Updated: Jan 25
A recent short break from my usual yoga and exercise activity didn’t go unnoticed.
It didn’t take long before stiffness crept in around my hips and ankles –usually first thing in the morning or as I got up from slumbering on the lounge. There were also minor changes in my complexion and mood –neither were quite as bright.
It was a good reminder that my personal practice (and teaching) of yoga and exercise does keep me feeling pretty good most of the time – my motivation to promote and advocate the concept of ‘active ageing’ was also reignited.
It’s a well-known fact that we lose flexibility, bone density and muscle strength as we age – furthermore our metabolism slows down, leading to potential weight gain, increasing pressure on the joints and risk of developing or exacerbating chronic health conditions. Chronic health conditions do not suddenly appear overnight – they can creep up for decades before becoming obvious.
It might sound a bit gloomy – there are two sides to every story!
Becoming older is not afforded to everyone, so my view is to make the most of this one life we have. Why not aim to be the best we can be, not only for ourselves – it’s also important for the people around us. There are a lot of reasons to want to stay active for seniors - being active provides a tonic to support the activities we enjoy – gardening, keeping up with grandchildren or pets, participating in our community or going on a hike !
Instead of burying our head in the sand, having a self-defeating attitude or making excuses it may help to cultivate an attitude of ‘acceptance’ and ‘self-compassion’ of ‘what is’ – celebrate your maturity and wisdom!.
Next step – take action to explore. In Adelaide there are a growing number of providers specialising in creating activities to support active ageing as people move into midlife and beyond. Information on age appropriate activities can be found via community centres, local councils or via the advertising of specific providers. Ask friends what they do – (especially the ones with a spring in their step)! Check out health and fitness centres with a community focus such as the YMCA that usually include classes for older people. My classes are in Port Adelaide, Osborne and Seaton.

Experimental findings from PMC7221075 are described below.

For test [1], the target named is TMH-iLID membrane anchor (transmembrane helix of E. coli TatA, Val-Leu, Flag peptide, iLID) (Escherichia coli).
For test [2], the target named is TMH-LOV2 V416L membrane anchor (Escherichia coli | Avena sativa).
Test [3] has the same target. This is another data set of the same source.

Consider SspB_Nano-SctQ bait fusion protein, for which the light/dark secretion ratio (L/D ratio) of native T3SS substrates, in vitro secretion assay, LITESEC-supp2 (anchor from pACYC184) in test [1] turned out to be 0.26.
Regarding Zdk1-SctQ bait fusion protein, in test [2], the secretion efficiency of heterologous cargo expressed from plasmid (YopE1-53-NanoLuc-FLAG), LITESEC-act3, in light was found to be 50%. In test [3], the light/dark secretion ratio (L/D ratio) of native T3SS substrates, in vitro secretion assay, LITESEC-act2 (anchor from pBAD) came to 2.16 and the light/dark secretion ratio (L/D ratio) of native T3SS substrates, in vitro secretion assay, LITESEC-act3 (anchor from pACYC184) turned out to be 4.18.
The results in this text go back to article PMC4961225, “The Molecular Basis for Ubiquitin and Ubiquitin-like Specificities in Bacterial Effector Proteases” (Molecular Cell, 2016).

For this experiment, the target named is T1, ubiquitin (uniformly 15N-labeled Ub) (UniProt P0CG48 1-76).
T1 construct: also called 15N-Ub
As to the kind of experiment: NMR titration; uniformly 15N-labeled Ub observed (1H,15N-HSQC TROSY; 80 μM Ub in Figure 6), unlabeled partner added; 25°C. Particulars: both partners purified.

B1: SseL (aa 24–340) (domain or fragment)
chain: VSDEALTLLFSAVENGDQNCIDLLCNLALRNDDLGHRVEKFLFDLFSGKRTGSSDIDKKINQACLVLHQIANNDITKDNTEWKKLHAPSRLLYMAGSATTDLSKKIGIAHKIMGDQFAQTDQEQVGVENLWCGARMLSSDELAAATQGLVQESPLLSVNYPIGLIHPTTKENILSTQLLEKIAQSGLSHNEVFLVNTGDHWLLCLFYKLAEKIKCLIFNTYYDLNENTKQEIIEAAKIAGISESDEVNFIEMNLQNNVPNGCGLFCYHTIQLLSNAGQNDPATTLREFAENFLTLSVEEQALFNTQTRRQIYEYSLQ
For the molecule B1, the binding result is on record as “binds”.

Importantly, challenge the negative stereotypes about ageing that may of seeped into your being. Avoid feeling a sense of ‘resignation’ due to the fact you’ve decided to attend a class that is designed to suit the needs of older people – instead delight in the fact you are doing something new!
My motto is it is never too late to start – my advice as I head towards my 60's - no matter if your 20 or 70:
Experiment and find something enjoyable;
Seek out instructors you feel comfortable with and those who will help you to introduce activity into your daily regime then slowly build;
Be patient – especially if you haven’t been active for a while – allow yourself to start slowly and build foundations to support activities;
Applaud yourself for stepping out of your comfort zone - it also takes confidence and courage to try something new;
Balance your activities – if you do strength training, you might wish to counter this with some yoga to improve flexibility and balance.
We owe it to ourselves to take care of our wellbeing – a positive mindset is essential – we can make a choice to take a proactive approach towards our health and wellbeing to minimise or slow down the onset of chronic disease, feel better and remain independent for longer – don’t put it off. The time to start in now.
Lesley Harris, founder of Peaceful Presence has a background in community education and health promotion and facilitates yoga and workshops to support wellbeing and healthy ageing in Adelaide + looking to cater for an online audience.
Chair Yoga, Yoga for Healthy Ageing, Active Ageing, Yoga for Seniors, Adelaide, Port Adelaide, Seaton, Osborne - South Australia.